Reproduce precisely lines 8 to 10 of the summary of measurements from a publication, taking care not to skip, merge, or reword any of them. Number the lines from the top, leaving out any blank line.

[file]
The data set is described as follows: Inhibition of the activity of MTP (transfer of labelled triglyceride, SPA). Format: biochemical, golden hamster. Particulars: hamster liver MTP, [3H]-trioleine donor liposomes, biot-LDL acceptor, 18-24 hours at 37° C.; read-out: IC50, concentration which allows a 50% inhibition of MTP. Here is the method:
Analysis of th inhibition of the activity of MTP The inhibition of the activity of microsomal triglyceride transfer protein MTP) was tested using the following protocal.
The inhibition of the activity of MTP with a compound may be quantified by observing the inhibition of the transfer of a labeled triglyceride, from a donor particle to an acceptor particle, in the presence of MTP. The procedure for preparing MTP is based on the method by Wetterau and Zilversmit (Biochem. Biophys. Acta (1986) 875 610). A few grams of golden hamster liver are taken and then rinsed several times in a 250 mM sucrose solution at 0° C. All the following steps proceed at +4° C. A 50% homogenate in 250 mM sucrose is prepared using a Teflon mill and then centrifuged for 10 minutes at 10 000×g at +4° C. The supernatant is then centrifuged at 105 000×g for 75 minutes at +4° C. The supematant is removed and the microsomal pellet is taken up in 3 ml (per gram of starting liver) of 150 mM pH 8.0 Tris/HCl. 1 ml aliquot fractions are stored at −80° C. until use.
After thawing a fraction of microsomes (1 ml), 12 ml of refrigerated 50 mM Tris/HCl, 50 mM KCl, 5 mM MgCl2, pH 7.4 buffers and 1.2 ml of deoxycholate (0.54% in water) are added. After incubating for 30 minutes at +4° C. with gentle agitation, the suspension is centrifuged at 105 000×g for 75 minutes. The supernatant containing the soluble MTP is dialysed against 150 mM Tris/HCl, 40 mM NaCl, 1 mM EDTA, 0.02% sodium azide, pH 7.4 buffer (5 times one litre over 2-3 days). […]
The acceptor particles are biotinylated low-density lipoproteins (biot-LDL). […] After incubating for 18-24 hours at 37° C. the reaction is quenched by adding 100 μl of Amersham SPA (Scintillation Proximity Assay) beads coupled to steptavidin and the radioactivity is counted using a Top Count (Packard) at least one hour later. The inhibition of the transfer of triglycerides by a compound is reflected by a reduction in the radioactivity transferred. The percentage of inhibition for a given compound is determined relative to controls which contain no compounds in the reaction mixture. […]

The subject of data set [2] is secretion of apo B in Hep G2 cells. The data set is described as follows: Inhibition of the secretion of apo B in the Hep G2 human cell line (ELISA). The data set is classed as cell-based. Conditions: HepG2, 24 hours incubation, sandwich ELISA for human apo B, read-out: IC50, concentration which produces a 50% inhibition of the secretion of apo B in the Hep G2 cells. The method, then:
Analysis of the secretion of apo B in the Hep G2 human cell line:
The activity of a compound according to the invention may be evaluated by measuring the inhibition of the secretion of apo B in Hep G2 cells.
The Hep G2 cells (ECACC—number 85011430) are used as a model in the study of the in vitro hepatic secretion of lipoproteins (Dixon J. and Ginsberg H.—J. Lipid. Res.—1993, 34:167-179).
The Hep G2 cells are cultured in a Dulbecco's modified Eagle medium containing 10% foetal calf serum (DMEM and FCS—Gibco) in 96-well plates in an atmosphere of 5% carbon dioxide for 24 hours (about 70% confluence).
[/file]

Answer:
The activity of a compound according to the invention may be evaluated by measuring the inhibition of the secretion of apo B in Hep G2 cells.
The Hep G2 cells (ECACC—number 85011430) are used as a model in the study of the in vitro hepatic secretion of lipoproteins (Dixon J. and Ginsberg H.—J. Lipid. Res.—1993, 34:167-179).
The Hep G2 cells are cultured in a Dulbecco's modified Eagle medium containing 10% foetal calf serum (DMEM and FCS—Gibco) in 96-well plates in an atmosphere of 5% carbon dioxide for 24 hours (about 70% confluence).